Australia’s Resource Tax: Size Matters

August 4, 2010


Former Prime Minister Kevin Rudd had called for a 40% tax on all resource profits.  What ended up being negotiated by successor Prime Minister Julia Gillard was a much-diluted alternative Mineral Resources Rent Tax (MRRT).  That tax officially will contain a 30% levy on iron ore and coal profits only, with an additional extraction allowance that will push the effective rate down to 22.5%.

The reworked tax is thus much smaller and also less extensive than the original proposal. “The MRRT is effectively a tax on Australia’s largest iron ore and coal companies. Mines generating less than 50 million Australian dollars ($43.8 million) in profit each year will be exempt. The reworked tax plan will affect about 320 of the country’s mining companies, down from the 2,500 that fell under the original levy.” Thus some companies are relative winners, others losers, from the new tax.  The country’s gold, copper and nickel producers are exempt from the new levy.

Partly for this reason, there has been criticism of the tax.  Some say that the tax will discourage overseas investment in the taxed sectors and cause existing investment to move overseas.  But others claim that the tax is modest enough not to have significant negative impacts.  The new redesigned tax also raises new revenue, part of which will be used to cut the corporate tax rate from 30% to 29%.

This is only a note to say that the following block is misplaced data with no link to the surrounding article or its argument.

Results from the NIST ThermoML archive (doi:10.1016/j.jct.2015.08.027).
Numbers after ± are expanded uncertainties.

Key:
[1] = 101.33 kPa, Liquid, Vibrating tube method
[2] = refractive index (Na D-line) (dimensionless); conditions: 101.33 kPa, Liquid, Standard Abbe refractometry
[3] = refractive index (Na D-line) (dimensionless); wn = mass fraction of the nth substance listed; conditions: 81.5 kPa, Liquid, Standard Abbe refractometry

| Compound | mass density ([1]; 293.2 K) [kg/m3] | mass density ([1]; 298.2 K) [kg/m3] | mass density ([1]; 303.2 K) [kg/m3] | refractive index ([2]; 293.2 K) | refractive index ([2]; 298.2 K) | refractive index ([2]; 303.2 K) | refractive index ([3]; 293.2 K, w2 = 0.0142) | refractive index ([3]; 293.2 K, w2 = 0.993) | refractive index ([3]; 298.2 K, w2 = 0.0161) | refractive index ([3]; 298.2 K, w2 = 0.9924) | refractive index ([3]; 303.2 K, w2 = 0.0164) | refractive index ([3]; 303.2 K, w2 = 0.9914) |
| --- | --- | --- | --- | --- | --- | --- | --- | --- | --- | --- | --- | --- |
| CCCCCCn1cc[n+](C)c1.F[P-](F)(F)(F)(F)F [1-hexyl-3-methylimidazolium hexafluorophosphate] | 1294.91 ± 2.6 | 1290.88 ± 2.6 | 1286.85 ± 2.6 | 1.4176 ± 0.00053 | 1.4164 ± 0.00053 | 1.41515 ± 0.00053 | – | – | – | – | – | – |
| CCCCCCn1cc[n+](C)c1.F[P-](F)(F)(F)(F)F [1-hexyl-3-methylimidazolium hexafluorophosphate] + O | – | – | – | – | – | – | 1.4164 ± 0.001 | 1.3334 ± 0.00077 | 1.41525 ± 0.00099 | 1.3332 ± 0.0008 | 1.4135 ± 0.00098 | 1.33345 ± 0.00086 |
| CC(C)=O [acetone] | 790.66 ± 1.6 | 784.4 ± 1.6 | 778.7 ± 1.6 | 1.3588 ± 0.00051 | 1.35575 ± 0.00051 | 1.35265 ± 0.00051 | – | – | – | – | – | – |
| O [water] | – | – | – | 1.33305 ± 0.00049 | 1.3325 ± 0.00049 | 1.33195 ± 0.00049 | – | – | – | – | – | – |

1. Why was the original mining tax referred to as a “super profit tax”?
  2. Why would Australian miners be more profitable than other industries?
  3. Why was a separate minerals tax deemed necessary, as opposed to the normal company tax on profits?  Refer to the formula: Profits = Total Revenues – Total Costs.
  4. The article notes that the imposition of the tax will modestly reduce the value of mining companies to shareholders.  Why?
  5. Are there economic arguments for taxing some minerals differently than others?

Leave a Reply

Fill in your details below or click an icon to log in:

WordPress.com Logo

You are commenting using your WordPress.com account. Log Out /  Change )

Google+ photo

You are commenting using your Google+ account. Log Out /  Change )

Twitter picture

You are commenting using your Twitter account. Log Out /  Change )

Facebook photo

You are commenting using your Facebook account. Log Out /  Change )

Connecting to %s

%d bloggers like this: